Social-emotional learning. Character education. Bullying prevention. These programs all fall under the larger umbrella of emotional intelligence (EQ)—the ability to manage one’s feelings and interact positively with other people. While many schools may touch on it during the school year, Maurice J. Elias, Ph.D., and Steven E. Tobias, Psy.D., authors of Boost Emotional Intelligence in Students, advocate for more formal training in EQ. During their recent edWebinar “How to Boost Emotional Intelligence in Students,” they explained how data shows a high EQ is “more highly correlated with career success than academic skills.” More important, in order to help kids retain their EQ skills, they said schools need to adopt a systematic approach to improving emotional awareness.
Teacher. Classroom facilitator. Database analyst? This new role for educators is a direct outcome of the data-driven classroom and the quest for accountability. While teachers may understand the need to collect the information, they resent inputting the same data over and over again in every learning management system, educational application, and state and federal accountability report. More important, the data entry can seem pointless when the outcomes aren’t applicable to the students. In an edWebinar for edWeb, Dr. Tracy Weeks, executive director for SETDA, and her co-presenters discussed how implementing data interoperability standards can turn data from a daily chore into a productive tool that can provide educators with a more complete picture of the student, class, school, or district.
Refocusing classrooms around up-and-coming digital materials requires more than just adding a new tech-based product or two as many processes for reviewing and purchasing instructional materials are still built around print textbooks. Now, though, some states are going back to the beginning and rethinking how they review instructional materials and allocate funds to ensure that they are focused on the realities of the 21st century classroom.
For many of the 4.5 million English Language Learners (ELLs) in U.S. elementary and middle school classrooms, learning and understanding the language of mathematics can be a challenge. Supporting ELLs requires a commitment to a shift in practices which involves the entire school and also branches out to the community. Michele Dawson, Senior Director of Instructional Technology in Compton Unified School District, CA; and Kelly Urlacher, Senior Curriculum Designer at DreamBox Learning, had a conversation of essential approaches for supporting these students in “Key Strategies to Making Access and Equity a Reality for ELL Students.”
STEAM lessons offer educational benefits beyond technological literacy, such as collaboration, creativity, and critical thinking. Educators who incorporate STEAM into the classroom are preparing students now for jobs that don’t exist yet by giving them confidence in problem-solving, noted Dr. Azadeh Jamalian, Adjunct Assistant Professor at Teachers College, Columbia University, Head of Education Strategy at littleBits. For many educators, though, blending STEAM with traditional subjects can still seem daunting. During the edWebinar “Bringing Hands-On Coding and STEAM into Your District or Classroom,” Dr. Jamalian offered attendees insights into four key factors that can support successful STEAM integration.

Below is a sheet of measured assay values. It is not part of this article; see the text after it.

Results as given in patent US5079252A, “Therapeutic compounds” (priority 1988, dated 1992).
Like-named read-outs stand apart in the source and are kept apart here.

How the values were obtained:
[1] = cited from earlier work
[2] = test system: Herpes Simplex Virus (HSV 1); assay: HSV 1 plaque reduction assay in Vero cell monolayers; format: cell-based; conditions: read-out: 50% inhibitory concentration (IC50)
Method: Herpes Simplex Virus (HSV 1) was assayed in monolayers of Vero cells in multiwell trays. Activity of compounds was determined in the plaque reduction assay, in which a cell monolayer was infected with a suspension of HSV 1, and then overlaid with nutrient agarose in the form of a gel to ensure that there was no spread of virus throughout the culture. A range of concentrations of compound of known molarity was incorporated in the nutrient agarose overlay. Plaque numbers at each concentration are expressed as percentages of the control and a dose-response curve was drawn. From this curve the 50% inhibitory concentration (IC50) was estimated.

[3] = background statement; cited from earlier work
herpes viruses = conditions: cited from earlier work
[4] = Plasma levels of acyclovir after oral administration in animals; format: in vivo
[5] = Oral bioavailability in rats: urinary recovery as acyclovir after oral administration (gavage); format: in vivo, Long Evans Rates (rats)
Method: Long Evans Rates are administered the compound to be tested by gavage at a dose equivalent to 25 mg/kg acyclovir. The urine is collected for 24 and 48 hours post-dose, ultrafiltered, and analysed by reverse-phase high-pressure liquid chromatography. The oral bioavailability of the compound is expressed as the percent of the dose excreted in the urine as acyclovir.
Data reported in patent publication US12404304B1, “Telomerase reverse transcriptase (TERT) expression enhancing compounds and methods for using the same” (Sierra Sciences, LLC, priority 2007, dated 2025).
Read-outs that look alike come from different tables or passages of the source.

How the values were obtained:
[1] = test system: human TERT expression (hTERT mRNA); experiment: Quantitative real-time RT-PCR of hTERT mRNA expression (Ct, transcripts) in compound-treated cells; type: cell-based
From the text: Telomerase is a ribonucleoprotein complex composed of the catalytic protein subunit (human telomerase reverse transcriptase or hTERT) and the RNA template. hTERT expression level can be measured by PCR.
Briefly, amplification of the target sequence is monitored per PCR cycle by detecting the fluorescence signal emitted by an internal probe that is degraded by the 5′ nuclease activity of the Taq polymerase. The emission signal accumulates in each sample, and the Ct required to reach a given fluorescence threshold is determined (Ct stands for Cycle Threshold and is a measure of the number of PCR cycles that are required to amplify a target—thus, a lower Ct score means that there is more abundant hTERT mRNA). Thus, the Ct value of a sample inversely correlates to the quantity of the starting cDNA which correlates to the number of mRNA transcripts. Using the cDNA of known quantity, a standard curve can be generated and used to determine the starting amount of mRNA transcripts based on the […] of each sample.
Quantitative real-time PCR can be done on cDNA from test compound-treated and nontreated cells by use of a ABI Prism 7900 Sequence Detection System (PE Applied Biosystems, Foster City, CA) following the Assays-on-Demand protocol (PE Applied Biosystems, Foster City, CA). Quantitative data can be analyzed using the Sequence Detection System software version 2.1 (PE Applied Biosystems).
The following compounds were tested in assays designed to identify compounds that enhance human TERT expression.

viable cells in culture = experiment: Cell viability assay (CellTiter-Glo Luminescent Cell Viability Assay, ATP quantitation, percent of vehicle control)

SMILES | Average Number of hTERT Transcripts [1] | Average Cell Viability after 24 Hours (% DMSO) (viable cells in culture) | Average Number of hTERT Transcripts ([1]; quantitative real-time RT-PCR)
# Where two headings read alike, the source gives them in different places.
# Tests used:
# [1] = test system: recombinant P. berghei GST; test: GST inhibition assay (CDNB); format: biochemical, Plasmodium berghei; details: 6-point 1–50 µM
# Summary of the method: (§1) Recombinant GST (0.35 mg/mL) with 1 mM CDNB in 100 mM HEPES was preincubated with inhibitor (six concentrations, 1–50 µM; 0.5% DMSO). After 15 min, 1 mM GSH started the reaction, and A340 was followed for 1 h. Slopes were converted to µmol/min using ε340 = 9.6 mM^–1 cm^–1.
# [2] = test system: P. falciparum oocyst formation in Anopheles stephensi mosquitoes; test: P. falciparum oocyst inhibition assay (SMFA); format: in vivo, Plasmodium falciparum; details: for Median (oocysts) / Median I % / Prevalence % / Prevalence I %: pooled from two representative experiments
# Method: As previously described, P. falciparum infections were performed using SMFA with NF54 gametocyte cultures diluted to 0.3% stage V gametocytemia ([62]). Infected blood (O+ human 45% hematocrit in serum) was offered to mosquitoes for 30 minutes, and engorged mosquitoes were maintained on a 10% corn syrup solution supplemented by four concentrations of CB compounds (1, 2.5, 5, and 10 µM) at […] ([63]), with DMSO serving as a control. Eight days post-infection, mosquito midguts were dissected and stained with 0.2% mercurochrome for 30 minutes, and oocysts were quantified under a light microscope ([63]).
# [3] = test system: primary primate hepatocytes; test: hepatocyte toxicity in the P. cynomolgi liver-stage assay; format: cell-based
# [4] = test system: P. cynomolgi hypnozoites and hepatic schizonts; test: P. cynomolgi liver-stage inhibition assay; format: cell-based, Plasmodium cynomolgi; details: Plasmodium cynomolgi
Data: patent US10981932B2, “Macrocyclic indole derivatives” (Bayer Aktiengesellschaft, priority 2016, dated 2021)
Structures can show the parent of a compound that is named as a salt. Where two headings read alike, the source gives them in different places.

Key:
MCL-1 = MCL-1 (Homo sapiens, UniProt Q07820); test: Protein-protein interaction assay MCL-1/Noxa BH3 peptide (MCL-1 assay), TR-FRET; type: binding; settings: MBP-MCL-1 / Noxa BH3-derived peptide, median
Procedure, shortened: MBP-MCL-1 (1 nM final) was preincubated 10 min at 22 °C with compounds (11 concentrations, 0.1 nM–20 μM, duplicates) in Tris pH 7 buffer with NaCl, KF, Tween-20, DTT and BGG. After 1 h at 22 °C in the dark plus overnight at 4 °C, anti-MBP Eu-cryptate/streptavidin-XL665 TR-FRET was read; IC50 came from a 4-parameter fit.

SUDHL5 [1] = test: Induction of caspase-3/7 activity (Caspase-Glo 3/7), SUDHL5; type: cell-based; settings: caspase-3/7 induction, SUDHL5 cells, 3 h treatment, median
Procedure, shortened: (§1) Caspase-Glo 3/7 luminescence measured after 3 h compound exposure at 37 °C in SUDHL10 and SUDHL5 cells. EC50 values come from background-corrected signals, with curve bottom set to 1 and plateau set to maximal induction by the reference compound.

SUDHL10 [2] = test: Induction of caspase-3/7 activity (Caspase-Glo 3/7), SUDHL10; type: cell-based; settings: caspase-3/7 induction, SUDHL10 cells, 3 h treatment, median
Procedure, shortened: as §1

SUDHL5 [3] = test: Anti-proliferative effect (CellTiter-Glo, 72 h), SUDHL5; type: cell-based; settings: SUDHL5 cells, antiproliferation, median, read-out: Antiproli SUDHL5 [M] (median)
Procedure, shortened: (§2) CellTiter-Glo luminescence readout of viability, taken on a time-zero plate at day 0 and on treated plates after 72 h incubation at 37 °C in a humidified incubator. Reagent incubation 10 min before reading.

Augmented reality is emerging in the education space as a tool for motivating children to learn. Using this 3D technology can help students significantly whether they’re struggling to learn reading or math, or just to engage. Cynthia B. Kaye, CEO and Chief Zoo Keeper at Alive Studios, discovered this technology while in search of a way to support her own two ELL children. She discussed the benefits of using augmented reality in the classroom in “Engaging Early Learners with Augmented Reality.”
edWeb.net is excited to announce that Square Panda will host PreK-3 Digital Learning, a free professional learning community on edWeb. Through this community and edWebinars, Square Panda will support preK-3 educators as they navigate the rapidly changing world of edtech and the needs of early readers.
Many schools and districts are prioritizing the adoption of digital content and curricula, but the challenges of effectively evaluating, selecting, and implementing solutions still persist. However, with the right tools, technology can improve student achievement and empower educators. In “The 21st Century District’s Framework for Evaluating Digital Curriculum,” Dr. Tim Hudson reviewed important steps in finding the right digital curricula for your students’ needs.
edWeb.net is delighted to announce that 7 Mindsets, the national leader in mindsets-based social and emotional learning (SEL), will be hosting Mindsets for Social-Emotional Learning, a free professional learning community on edWeb. Through the community and edWebinars, 7 Mindsets will provide educators with an online space to communicate and collaborate on ideas and resources within the critical and growing topic of social-emotional learning.
edWeb.net is delighted to announce that ClassLink will be hosting Technology in Schools, a free professional learning community on edWeb. Through the community and edWebinars, ClassLink will provide district administrators, school leaders, and all educators with an online space to share ideas, examples, and resources that relate to integrating technology effectively in schools.